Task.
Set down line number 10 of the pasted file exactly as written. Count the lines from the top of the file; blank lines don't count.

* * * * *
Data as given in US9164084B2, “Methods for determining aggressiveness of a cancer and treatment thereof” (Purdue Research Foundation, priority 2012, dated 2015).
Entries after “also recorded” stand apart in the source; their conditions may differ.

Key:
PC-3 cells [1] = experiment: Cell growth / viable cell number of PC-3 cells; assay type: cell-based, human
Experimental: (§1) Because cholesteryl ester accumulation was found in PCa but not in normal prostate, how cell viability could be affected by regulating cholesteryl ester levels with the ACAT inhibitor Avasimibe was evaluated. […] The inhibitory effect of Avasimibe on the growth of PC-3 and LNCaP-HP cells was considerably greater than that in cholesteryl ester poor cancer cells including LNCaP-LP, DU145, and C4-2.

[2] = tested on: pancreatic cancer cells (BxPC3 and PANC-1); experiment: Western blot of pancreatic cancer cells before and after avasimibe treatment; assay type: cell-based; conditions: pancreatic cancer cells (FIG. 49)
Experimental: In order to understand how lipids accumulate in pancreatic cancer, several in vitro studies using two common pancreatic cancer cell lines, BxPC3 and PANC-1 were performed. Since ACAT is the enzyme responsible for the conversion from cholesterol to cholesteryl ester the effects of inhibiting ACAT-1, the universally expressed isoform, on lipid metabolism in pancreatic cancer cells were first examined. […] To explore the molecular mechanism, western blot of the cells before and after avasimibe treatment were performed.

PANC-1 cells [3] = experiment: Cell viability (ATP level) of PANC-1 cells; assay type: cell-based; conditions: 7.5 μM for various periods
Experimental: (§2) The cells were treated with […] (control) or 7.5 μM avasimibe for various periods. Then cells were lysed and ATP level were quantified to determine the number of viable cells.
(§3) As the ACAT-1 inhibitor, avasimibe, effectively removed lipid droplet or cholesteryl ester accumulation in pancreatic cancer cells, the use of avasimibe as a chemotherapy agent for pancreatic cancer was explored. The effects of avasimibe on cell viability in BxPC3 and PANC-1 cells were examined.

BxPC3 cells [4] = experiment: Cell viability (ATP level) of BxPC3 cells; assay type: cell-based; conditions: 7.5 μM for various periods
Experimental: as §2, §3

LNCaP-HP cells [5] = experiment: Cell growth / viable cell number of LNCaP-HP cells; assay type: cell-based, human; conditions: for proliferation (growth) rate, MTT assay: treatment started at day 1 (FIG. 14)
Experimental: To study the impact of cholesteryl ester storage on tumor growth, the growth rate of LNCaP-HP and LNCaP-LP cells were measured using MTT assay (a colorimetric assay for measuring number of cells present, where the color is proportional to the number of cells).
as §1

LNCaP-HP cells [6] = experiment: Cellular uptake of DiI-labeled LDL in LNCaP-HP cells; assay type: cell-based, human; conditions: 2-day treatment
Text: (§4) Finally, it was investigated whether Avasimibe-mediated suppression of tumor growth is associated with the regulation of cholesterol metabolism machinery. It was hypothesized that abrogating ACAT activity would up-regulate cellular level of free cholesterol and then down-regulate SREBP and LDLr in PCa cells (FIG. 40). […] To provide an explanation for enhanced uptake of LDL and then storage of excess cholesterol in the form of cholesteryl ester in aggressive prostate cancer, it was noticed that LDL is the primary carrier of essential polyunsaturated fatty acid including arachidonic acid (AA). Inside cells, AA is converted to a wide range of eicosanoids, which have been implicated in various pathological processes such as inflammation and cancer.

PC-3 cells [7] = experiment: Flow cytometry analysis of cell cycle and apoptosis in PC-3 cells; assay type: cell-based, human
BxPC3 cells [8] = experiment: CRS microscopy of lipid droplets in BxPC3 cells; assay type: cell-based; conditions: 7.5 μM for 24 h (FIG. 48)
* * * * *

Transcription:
(§3) As the ACAT-1 inhibitor, avasimibe, effectively removed lipid droplet or cholesteryl ester accumulation in pancreatic cancer cells, the use of avasimibe as a chemotherapy agent for pancreatic cancer was explored. The effects of avasimibe on cell viability in BxPC3 and PANC-1 cells were examined.